New Year’s Eve Moon Rising

Moon rising on New Year’s Eve – a rare full moon on New Year’s day.

We celebrated New Year’s Eve at a friend’s house, where part of the dinner was osechi-ryouri, a traditional Japanese New Year meal.  New Year’s is the most important holiday in Japan and most stores were closed for several days (before the combini-era). To avoid cooking on those days,  the traditional meal consisted of preserved foods.  Each item has a symbolic meaning tied to good health, prosperity, and long life.  For example, kuro-mame (black soybean) where “mame”,  which means bean, is also phonetically the same as diligent/hard working.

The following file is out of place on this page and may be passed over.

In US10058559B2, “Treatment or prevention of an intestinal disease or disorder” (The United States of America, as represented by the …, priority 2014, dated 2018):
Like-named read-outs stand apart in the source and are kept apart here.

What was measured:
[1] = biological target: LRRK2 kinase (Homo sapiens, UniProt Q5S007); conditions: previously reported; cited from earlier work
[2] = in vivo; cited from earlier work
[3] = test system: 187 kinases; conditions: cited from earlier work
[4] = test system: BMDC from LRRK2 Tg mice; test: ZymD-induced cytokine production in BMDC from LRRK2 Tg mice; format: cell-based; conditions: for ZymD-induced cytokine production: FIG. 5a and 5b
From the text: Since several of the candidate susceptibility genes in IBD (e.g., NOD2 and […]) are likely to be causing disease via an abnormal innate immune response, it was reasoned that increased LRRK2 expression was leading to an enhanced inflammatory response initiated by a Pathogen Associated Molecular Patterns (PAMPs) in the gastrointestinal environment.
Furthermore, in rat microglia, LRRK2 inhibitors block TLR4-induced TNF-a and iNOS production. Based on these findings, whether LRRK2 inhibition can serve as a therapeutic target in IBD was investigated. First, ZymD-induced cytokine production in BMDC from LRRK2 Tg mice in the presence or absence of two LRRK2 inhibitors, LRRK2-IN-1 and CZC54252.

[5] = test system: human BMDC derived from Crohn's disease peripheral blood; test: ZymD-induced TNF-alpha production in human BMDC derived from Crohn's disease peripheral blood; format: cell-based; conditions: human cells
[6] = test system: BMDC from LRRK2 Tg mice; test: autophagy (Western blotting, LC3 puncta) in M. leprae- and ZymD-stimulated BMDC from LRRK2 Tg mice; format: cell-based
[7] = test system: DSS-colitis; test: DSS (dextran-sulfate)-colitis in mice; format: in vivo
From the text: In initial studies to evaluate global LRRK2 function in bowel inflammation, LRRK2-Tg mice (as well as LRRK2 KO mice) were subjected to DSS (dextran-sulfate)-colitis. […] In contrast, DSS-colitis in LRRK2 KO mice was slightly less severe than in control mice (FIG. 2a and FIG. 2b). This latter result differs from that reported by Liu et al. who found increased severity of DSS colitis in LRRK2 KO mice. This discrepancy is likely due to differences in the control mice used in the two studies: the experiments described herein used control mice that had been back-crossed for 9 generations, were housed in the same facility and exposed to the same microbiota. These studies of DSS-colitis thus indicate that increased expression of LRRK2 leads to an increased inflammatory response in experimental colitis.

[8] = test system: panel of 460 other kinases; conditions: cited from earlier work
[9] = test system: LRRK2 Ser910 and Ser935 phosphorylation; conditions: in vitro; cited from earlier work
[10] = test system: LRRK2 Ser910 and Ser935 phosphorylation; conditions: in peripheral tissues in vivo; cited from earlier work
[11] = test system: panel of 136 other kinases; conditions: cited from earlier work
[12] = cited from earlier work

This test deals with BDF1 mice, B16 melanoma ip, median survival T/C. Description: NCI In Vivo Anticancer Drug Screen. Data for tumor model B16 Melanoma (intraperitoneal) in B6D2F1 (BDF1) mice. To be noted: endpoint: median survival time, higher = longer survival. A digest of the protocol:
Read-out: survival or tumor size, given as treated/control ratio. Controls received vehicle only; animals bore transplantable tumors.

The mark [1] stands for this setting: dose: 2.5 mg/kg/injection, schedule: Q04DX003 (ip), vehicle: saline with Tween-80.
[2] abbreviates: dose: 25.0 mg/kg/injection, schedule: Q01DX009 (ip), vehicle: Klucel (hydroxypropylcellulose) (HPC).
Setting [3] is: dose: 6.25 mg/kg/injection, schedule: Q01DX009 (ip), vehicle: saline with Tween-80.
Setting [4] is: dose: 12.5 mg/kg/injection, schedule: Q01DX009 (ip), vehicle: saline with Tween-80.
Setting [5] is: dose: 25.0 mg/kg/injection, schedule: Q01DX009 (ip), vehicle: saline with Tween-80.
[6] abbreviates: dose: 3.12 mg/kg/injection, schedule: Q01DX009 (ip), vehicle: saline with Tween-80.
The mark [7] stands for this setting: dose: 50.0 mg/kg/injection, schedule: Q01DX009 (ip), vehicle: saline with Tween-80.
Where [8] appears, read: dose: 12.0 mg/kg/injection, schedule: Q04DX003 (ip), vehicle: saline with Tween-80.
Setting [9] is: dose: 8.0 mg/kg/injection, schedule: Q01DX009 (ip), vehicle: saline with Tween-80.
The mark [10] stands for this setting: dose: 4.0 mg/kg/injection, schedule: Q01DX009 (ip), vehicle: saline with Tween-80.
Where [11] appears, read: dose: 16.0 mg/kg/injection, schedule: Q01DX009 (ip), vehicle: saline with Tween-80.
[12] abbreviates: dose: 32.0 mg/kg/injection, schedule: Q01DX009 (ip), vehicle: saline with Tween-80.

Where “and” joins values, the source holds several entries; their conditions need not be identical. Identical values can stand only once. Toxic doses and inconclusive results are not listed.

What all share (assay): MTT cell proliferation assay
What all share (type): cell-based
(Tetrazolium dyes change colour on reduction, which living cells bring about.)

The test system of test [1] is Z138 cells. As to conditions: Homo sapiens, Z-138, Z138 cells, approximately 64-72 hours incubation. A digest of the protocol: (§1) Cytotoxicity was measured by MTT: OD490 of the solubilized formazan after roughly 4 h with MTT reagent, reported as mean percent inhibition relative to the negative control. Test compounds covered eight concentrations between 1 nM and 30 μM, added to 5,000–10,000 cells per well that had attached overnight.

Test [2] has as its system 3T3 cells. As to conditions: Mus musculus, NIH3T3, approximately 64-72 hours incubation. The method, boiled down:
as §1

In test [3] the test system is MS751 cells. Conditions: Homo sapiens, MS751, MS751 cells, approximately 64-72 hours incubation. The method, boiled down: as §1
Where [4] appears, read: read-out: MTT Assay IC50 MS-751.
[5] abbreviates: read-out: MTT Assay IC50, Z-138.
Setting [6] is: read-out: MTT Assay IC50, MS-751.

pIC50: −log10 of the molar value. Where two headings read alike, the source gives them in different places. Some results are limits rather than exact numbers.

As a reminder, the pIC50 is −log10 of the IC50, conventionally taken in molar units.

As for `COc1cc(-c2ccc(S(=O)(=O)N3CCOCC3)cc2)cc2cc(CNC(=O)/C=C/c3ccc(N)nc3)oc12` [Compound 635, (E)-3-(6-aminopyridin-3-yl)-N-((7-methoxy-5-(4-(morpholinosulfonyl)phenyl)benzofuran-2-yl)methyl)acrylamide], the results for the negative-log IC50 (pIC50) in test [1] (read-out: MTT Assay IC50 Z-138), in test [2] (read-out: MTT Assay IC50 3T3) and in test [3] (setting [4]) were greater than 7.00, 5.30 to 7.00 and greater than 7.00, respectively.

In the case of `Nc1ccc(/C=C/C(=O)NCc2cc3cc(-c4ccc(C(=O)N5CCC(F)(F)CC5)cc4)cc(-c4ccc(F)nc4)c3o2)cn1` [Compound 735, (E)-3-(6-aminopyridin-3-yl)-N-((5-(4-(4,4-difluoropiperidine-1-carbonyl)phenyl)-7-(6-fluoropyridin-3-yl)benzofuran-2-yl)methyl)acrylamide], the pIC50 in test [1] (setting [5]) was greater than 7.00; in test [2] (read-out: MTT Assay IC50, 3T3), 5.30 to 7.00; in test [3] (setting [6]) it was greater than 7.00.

Not all items in the traditional osechi-ryori are to my taste.  I’m not alone.  Recently more creative types of osechi-ryouri are becoming available such as Italian (prosciutto, olives, pasta, clams), Chinese, and French-Western style (roast beef, escargot, smoked salmon).

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